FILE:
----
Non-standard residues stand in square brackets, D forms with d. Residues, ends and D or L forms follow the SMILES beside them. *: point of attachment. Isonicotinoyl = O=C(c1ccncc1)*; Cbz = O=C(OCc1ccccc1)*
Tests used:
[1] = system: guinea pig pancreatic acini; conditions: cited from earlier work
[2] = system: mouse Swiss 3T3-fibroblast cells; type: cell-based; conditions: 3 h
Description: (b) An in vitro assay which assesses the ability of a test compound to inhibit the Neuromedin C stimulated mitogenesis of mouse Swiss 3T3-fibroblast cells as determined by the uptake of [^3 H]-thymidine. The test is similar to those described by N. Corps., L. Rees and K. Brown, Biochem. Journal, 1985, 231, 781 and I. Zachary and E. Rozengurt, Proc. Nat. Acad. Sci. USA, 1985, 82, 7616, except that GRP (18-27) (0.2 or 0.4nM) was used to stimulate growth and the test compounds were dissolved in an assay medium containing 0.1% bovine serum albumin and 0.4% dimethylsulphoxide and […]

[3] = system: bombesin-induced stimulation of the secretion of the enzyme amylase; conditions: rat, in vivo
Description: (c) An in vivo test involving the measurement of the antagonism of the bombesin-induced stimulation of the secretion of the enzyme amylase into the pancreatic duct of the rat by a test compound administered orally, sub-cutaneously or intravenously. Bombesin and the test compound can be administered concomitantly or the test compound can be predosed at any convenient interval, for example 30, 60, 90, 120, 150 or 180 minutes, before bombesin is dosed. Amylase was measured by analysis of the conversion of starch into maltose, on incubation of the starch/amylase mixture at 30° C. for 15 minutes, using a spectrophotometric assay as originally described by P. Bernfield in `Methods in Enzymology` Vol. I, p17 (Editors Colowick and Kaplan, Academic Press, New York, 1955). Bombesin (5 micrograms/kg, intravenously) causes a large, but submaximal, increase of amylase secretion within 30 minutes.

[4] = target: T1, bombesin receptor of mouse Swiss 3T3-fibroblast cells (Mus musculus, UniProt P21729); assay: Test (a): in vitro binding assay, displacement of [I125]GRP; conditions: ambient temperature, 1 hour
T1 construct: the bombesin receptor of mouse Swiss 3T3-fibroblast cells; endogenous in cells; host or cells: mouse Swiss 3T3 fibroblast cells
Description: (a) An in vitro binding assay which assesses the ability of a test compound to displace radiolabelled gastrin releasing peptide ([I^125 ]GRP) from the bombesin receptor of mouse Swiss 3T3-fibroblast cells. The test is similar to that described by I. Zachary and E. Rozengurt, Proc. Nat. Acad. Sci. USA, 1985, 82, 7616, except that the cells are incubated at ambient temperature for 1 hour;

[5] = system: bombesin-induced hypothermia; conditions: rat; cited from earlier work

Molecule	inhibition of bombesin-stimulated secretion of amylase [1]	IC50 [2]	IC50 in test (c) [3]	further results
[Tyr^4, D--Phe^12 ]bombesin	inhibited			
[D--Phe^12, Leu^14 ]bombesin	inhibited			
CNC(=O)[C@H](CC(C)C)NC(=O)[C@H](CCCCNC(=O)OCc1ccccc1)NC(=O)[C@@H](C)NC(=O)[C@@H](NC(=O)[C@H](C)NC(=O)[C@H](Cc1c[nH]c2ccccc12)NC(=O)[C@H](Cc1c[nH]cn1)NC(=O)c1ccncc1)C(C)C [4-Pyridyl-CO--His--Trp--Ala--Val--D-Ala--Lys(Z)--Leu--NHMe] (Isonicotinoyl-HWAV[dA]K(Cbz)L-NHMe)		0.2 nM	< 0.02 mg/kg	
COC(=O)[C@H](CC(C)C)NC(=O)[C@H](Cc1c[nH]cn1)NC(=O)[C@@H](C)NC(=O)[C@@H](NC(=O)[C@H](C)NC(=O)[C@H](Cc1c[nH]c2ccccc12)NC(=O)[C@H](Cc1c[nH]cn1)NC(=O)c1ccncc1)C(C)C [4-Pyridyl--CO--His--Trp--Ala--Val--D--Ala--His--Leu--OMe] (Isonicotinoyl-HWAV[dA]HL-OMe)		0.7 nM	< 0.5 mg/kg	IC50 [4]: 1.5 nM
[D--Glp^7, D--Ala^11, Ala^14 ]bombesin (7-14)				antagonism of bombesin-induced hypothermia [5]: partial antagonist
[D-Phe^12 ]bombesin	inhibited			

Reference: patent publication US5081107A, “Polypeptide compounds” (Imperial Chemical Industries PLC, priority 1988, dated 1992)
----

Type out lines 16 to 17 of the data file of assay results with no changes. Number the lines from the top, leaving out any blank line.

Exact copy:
COC(=O)[C@H](CC(C)C)NC(=O)[C@H](Cc1c[nH]cn1)NC(=O)[C@@H](C)NC(=O)[C@@H](NC(=O)[C@H](C)NC(=O)[C@H](Cc1c[nH]c2ccccc12)NC(=O)[C@H](Cc1c[nH]cn1)NC(=O)c1ccncc1)C(C)C [4-Pyridyl--CO--His--Trp--Ala--Val--D--Ala--His--Leu--OMe] (Isonicotinoyl-HWAV[dA]HL-OMe)		0.7 nM	< 0.5 mg/kg	IC50 [4]: 1.5 nM
[D--Glp^7, D--Ala^11, Ala^14 ]bombesin (7-14)				antagonism of bombesin-induced hypothermia [5]: partial antagonist